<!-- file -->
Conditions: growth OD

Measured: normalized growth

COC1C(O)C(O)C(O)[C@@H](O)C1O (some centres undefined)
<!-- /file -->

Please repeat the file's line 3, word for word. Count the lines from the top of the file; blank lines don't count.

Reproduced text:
COC1C(O)C(O)C(O)[C@@H](O)C1O (some centres undefined)